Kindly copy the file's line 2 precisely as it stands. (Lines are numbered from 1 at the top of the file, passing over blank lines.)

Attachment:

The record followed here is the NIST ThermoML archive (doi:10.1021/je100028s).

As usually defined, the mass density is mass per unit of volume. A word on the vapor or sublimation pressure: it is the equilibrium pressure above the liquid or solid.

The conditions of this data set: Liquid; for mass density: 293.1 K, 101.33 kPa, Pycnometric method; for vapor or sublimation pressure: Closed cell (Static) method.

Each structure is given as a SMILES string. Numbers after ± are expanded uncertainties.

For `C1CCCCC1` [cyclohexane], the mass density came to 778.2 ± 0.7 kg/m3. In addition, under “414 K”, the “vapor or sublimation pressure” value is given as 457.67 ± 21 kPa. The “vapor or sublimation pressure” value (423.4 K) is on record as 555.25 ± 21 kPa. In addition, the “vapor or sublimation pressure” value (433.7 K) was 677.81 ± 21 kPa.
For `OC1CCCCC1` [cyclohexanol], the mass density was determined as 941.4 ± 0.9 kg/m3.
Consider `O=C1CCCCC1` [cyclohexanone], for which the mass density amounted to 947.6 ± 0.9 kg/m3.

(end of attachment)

As usually defined, the mass density is mass per unit of volume. A word on the vapor or sublimation pressure: it is the equilibrium pressure above the liquid or solid.